Royalton Voters Approve Increases in Road, Town Spending
South Royalton — With limited discussion, Royalton voters quickly dispensed with business, approving the town and road budgets and appropriation articles, leaving ample time to air other concerns during yesterday’s Town Meeting.
Although some residents wanted to continue the debate on education funding left over from Monday night’s school meeting, where the budget passed by 14 votes, others expressed more pointed concerns about the plan to build town offices on the property that was the former Herb Crawford’s Auto Land on Route 14.
The 163 voters attending yesterday morning’s meeting OK’d $1,011,835 of town spending, up about $83,000 over last year’s budget, or 8.1 percent. Also approved was $1,034,200 of road spending, about $56,000 more than was approved last year.
The combined increases will raise the tax bill on a $250,000 home by about $125 a year.
Higher health and vehicle insurance premiums and hikes in fuel costs are behind the budget increases, Selectboard Chairman Larry Trottier said.
Voters also approved $276,970 in two spending articles that level funded of nonprofit organizations and social service agencies. The two increases were $23,745 more than last year for the South Royalton Rescue Squad and an additional $1,200 for Royalton Memorial Library.
Two phases of an environmental assessment and cleanup of the Crawford property are nearing completion, and the federal Environmental Protection Agency and state approval for the construction of town offices on the site should be received by September, Trottier said.
At previous Town Meetings, voters OK’d the purchase of the land, which includes a large gravel pit. Once the environmental cleanup is approved, the town will complete the purchase of the property using existing funds, Trottier said.
After the purchase, the town will begin mining the gravel and will hold information sessions before going to voters for approval of a $1.5 million bond to build the town offices, he said.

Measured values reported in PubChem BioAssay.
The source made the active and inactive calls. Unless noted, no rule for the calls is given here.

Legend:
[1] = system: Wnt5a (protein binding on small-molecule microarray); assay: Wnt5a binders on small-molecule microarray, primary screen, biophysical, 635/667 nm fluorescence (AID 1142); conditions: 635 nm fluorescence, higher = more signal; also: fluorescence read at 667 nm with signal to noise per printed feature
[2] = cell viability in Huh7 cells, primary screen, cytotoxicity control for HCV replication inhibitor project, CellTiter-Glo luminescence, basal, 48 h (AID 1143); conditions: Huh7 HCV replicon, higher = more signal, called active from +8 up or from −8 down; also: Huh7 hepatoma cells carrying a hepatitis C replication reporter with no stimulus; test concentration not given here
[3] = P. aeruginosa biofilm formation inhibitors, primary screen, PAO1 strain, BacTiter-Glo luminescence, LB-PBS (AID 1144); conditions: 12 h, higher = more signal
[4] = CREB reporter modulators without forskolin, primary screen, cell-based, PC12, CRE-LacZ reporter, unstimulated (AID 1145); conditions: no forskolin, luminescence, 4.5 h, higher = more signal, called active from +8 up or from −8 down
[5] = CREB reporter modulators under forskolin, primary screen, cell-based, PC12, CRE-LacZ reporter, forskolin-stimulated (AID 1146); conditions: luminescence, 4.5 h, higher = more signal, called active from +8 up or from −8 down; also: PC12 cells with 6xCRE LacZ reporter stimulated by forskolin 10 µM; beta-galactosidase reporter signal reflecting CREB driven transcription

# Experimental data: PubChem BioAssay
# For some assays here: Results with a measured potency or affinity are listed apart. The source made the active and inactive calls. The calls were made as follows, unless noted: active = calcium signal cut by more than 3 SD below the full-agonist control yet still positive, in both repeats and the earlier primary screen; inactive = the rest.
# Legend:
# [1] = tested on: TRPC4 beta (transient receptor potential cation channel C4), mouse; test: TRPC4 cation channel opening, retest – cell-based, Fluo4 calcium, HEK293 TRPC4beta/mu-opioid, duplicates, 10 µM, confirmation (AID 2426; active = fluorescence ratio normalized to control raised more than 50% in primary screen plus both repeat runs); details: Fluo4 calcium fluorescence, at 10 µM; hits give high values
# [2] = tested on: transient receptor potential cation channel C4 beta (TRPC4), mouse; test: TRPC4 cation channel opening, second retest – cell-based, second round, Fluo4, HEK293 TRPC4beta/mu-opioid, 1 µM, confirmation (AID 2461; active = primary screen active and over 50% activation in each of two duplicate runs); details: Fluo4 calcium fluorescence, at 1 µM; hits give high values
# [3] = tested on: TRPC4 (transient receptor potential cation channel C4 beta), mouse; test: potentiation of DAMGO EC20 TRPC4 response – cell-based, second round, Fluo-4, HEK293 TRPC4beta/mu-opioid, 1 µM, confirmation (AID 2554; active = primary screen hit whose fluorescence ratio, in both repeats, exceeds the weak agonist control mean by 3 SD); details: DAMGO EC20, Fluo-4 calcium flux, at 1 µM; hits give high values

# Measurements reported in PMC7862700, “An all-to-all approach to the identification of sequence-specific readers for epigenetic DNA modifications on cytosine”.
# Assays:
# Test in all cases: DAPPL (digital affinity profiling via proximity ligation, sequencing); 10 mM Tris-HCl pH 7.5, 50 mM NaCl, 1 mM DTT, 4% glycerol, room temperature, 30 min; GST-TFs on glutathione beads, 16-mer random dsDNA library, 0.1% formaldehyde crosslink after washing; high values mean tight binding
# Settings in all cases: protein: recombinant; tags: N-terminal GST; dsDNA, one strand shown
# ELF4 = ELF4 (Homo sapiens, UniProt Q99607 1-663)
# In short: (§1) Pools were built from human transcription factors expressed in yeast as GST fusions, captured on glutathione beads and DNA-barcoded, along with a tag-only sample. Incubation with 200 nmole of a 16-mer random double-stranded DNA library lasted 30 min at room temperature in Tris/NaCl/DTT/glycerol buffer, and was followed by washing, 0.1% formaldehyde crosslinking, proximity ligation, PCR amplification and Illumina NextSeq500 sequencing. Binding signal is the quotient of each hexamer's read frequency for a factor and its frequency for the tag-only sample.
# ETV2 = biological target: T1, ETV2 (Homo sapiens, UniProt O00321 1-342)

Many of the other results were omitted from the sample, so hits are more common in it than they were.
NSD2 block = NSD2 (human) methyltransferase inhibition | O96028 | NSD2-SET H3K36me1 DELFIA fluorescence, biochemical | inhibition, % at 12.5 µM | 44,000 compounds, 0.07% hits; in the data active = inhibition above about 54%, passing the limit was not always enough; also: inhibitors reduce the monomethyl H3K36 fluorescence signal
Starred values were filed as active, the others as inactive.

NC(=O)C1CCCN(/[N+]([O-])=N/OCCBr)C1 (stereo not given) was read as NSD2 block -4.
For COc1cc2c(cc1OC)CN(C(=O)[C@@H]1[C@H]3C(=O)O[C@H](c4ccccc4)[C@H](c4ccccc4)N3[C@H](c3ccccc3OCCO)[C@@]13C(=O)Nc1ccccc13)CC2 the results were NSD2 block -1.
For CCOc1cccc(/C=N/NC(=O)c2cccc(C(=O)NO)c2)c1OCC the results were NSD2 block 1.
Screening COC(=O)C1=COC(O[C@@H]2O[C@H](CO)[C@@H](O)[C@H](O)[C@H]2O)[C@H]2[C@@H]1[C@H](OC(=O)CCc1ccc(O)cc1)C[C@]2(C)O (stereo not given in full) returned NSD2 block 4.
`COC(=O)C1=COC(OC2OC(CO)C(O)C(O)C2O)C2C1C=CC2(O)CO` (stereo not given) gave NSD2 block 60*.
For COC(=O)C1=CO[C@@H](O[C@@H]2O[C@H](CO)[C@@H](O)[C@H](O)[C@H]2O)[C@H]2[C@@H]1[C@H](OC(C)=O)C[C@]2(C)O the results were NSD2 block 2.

Savings from the cost of gravel and providing space in the new building for the police department — and possibly the rescue squad — would save the town about $140,000 per year.
Repayment of a 20-year bond would cost the town about $110,000 annually, Trottier said.
“If the vote is approved, there won’t be any costs to taxpayers. And if it’s the wishes of the town, we could be breaking ground on the building by next Town Meeting,” he said.
Some residents expressed concerns, however, about whether the town needed or could afford the new facility.
Preliminary plans call to use the steel structure of the existing 10,000-square-foot building, which will save about $400,000 over the cost of a new structure. Town offices would occupy the front of the building, and police and rescue would be in the rear with separate entrances.
In her address to the Town Meeting, state Rep. Sarah Buxton, D-Tunbridge, said that a review of education funding was on the agenda for the Legislature, which opened the floor to lengthy discussions of how to make paying for schools more affordable.
In the only contested race on the ballot, incumbent Collector of Delinquent Taxes Ilerdon Mayer faced Bonnie Kenyon. Results were not available last night.